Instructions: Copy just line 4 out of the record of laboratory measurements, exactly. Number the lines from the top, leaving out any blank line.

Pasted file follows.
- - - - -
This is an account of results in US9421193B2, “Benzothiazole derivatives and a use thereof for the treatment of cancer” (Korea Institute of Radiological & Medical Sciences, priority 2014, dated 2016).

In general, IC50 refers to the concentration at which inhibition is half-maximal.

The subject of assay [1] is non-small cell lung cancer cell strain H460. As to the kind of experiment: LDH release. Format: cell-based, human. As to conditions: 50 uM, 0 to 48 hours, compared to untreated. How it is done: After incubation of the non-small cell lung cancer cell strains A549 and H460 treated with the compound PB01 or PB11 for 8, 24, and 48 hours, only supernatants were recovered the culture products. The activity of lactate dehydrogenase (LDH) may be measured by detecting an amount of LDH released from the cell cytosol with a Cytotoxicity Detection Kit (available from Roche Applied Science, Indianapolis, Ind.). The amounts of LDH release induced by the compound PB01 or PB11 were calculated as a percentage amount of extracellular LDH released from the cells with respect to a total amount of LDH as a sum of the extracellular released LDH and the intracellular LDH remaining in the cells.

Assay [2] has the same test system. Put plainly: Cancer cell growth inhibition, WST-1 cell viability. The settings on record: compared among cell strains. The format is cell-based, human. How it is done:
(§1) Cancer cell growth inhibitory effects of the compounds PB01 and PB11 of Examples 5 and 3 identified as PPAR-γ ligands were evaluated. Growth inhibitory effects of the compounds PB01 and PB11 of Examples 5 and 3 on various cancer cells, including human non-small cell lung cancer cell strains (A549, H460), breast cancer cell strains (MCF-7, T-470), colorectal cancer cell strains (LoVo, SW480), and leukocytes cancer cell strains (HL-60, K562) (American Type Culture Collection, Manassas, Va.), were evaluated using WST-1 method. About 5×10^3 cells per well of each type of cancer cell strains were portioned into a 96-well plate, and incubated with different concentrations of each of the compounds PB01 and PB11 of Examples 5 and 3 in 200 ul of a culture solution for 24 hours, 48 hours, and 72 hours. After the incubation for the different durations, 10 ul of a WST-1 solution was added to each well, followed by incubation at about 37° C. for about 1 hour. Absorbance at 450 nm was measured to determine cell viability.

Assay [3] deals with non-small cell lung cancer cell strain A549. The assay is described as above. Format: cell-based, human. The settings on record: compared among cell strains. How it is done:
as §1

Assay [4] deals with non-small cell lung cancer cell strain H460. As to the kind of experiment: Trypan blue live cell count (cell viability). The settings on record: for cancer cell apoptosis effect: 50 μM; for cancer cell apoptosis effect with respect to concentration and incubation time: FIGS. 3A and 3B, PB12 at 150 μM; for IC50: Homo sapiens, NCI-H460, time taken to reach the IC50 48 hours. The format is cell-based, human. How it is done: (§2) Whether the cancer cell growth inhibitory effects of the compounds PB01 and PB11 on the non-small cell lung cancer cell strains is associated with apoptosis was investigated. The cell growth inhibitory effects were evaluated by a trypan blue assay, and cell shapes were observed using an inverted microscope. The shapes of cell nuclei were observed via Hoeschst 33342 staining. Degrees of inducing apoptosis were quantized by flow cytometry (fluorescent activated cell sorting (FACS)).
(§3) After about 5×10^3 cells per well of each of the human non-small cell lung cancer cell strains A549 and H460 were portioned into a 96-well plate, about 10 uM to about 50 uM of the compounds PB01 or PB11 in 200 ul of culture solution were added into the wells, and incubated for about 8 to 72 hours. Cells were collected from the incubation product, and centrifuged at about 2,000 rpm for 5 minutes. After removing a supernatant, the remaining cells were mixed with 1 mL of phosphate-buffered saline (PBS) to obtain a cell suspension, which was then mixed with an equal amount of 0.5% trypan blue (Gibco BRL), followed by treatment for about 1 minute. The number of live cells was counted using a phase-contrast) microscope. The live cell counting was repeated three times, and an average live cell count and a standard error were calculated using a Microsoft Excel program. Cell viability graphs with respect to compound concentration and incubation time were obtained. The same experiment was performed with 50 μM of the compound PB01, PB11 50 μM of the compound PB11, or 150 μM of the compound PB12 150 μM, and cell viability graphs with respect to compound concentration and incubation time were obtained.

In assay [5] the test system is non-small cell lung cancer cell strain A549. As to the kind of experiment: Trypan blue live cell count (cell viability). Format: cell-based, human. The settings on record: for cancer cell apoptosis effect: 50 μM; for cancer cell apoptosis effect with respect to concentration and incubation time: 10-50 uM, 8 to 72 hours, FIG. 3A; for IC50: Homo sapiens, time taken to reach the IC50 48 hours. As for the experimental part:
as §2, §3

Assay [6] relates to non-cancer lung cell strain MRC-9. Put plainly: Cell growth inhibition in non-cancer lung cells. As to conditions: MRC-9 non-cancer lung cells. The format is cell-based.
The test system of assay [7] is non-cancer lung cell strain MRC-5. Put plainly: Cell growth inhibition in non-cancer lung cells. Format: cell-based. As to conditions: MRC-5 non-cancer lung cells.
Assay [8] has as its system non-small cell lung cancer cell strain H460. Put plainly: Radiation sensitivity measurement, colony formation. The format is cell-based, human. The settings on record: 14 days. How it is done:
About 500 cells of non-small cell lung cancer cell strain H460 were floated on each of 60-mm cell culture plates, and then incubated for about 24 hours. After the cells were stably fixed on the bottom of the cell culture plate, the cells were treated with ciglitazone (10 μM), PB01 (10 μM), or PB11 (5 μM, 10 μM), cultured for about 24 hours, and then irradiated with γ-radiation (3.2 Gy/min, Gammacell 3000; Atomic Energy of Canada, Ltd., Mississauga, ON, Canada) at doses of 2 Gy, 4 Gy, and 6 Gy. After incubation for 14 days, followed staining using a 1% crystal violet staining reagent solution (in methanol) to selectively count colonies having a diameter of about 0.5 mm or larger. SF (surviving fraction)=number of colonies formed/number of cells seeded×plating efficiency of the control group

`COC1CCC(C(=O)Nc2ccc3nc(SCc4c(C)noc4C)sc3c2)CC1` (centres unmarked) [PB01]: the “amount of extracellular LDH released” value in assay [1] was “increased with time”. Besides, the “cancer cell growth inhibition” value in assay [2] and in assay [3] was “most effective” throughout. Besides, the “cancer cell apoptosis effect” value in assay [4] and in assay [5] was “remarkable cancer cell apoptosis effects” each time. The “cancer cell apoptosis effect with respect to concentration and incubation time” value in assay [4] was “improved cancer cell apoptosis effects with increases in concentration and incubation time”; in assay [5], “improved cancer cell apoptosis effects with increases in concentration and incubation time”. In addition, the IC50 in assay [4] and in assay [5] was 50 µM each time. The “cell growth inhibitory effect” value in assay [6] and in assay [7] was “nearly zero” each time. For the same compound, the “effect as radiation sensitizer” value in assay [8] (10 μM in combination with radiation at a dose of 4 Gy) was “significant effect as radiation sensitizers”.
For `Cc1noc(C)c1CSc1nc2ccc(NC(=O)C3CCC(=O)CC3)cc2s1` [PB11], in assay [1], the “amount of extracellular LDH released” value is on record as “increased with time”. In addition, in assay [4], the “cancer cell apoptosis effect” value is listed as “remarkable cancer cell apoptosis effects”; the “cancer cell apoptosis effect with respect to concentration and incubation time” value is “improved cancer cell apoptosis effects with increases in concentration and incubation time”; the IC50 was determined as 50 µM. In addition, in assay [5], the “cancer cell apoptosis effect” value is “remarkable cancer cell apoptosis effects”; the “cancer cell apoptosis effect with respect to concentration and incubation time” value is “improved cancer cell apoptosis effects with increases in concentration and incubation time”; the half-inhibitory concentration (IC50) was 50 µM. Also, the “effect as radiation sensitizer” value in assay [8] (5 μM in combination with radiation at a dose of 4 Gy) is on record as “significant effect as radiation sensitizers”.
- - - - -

Assay [2] has the same test system. Put plainly: Cancer cell growth inhibition, WST-1 cell viability. The settings on record: compared among cell strains. The format is cell-based, human. How it is done: